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Research project

Electronic Life

Project overview

Electronic Life is a public research programme to advance the conversation about Creative Artificial Intelligence. Led by Professors Ed D'Souza and Sunil Manghani, the project draws together research streams in AI and Arts and Social Practice in Art. As its starting point, the project is situated at Tate Britain, as well as contributing to the Alan Turing Institute’s remit to broaden and deepen the public conversation and application of AI.

Framed around the investigators’ explicit AI and Arts research and social practice methodologies to offer both a critical understanding of our ‘electronic life’ and a means to advance new ideas, build capacity and greater capabilities for ‘makerly’ approaches engaging with and having a stake in present developments of artificial intelligence and new immersive media.

Acting as an open forum for experimentation and debate, Electronic Life offers a creative platform to enable hands-on enquiry with AI tools in the context of the art museum. It represents a collaboration between Winchester School of Art (University of Southampton), Tate Britain and Stability AI, with support from the Large-Scale Artificial Intelligence Open Network and the AI & Arts Interest Group at The Alan Turing Institute.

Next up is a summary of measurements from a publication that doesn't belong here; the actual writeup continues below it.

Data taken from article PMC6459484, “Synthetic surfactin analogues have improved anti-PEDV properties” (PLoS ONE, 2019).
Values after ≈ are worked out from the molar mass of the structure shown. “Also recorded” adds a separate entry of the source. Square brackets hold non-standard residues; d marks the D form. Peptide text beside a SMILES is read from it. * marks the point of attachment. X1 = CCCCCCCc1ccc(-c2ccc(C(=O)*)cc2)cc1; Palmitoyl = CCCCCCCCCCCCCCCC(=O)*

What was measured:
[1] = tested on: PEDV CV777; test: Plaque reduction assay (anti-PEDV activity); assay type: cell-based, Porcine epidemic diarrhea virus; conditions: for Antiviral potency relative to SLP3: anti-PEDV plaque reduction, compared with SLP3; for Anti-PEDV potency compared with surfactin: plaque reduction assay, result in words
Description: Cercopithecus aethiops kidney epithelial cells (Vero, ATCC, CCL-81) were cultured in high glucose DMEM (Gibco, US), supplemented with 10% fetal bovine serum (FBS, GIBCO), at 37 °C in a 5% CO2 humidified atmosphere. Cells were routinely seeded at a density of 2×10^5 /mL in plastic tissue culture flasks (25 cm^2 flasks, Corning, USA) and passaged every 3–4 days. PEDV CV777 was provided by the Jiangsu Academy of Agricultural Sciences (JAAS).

An initial pilot event, Beyond the Frame, was held as part of Tate’s Queer and Now programme in June 2023, which presented a public AI image-making workshop and artist talk. The workshop established a site for social practice and exchange: participants were invited to re-imagine and re-work selected artworks from Tate Britain’s newly re-hung collection using Stability AI’s ClipDrop AI image generation software. The broader Electronic Life programme (over the coming year) represents an initiative to broaden and deepen expertise, skills and capacity in the context of Galleries and Museums (including re-invigorating Tate’s use of its Taylor Digital Studio); attending to the ‘grand challenge’ of AI; attending to rapid technological change and creativity as part of supporting the development of the UK’s digital economic future; and working with the Tate’s Young Producers Collective, as well as focusing on working locally through these technologies with marginalised communities.

Over the mid- to long-term Electronic Life is set to extend internationally, working with partners in India (Kochi Biennale) and China (Digital Suzhou), establishing a sustained platform for future creative practices and helping to lead on the public conversation for AI and arts.


Lead researcher

Professor Sunil Manghani

Professor of Theory, Practice & Critique

Research interests

  • Visual Art & Culture
  • Image Studies
  • Critical Theory
Connect with Sunil

Collaborating research institutes, centres and groups

Research outputs